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Published in: Essays in Economic and Business History, vol. 23, 2005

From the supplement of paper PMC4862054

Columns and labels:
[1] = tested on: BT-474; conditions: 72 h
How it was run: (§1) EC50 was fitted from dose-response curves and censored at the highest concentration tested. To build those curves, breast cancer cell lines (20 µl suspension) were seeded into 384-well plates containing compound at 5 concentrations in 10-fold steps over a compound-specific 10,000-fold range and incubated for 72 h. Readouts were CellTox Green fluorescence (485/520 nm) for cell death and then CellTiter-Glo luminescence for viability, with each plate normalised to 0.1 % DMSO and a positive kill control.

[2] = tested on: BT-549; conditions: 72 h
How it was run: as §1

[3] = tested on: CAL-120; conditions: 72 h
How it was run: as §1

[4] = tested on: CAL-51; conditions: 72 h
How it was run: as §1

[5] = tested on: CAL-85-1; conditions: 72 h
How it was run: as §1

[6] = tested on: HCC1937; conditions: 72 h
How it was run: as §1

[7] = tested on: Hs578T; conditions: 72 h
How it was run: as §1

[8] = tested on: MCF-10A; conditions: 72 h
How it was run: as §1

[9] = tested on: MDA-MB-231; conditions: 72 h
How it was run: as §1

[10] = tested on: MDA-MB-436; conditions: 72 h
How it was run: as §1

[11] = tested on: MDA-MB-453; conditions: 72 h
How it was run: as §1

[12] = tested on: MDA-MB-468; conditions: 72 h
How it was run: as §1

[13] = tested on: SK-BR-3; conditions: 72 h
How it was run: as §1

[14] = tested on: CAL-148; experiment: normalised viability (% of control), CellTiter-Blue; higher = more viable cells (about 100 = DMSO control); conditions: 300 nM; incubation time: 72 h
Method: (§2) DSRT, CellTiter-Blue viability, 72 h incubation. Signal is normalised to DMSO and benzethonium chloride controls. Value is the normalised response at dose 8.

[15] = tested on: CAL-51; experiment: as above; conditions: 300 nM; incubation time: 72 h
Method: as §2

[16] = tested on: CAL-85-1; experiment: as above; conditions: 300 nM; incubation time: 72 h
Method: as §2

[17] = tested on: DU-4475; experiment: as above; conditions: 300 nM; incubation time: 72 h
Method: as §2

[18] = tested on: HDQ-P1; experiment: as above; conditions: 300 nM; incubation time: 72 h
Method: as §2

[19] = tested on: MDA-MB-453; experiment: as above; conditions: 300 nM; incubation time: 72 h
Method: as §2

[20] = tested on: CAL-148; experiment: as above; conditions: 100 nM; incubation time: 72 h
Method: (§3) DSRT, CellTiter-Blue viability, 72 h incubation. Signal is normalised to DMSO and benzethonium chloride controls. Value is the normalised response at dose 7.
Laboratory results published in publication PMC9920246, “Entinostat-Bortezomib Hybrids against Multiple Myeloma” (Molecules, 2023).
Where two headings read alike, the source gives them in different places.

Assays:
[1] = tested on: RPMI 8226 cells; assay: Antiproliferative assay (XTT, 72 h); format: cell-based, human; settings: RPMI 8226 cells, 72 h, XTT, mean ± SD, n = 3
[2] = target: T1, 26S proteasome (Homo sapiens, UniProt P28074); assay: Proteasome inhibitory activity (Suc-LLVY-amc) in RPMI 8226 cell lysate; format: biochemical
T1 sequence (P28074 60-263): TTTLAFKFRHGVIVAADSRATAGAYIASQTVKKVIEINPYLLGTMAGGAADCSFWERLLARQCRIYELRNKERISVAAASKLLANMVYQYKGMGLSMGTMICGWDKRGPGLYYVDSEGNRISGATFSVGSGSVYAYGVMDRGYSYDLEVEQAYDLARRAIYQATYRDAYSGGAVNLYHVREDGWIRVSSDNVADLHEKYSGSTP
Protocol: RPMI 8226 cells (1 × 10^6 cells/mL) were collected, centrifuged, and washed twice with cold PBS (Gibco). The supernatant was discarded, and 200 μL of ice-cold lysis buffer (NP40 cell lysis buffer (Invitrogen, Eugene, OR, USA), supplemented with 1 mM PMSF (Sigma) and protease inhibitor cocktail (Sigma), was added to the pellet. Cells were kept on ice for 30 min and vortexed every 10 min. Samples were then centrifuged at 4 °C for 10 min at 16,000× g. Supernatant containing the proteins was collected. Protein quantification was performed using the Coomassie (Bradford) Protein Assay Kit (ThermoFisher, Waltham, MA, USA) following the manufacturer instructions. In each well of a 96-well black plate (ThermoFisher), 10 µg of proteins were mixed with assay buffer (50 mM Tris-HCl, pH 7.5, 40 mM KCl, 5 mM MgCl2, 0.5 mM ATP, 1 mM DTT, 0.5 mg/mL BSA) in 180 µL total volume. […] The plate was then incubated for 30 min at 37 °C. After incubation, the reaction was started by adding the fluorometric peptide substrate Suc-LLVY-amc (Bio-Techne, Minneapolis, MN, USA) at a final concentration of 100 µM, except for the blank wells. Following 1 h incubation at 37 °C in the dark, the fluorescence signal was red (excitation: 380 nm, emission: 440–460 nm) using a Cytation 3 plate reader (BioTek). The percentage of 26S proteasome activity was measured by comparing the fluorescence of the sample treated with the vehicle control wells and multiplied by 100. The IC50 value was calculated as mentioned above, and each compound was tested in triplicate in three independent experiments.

The efficiency of Cherokee Indian agriculture before removal has been debated since the early nineteenth century, yet no study has employed quantitative methods to estimate the multifactor productivity of these farmers. For this investigation I employed a unique census collected in 1835 to estimate Cherokee household-level technical efficiency and scale elasticities to determine which group (classified in terms of economic and racial characteristics) within this diverse Nation achieved the highest farm productivity. The analysis reveals that among non-slaveholding Cherokee!r--the majority of Cherokee households in the Southeast--market-oriented units that were unrelated to any particular household racial composition achieved the highest multifactor productivity.

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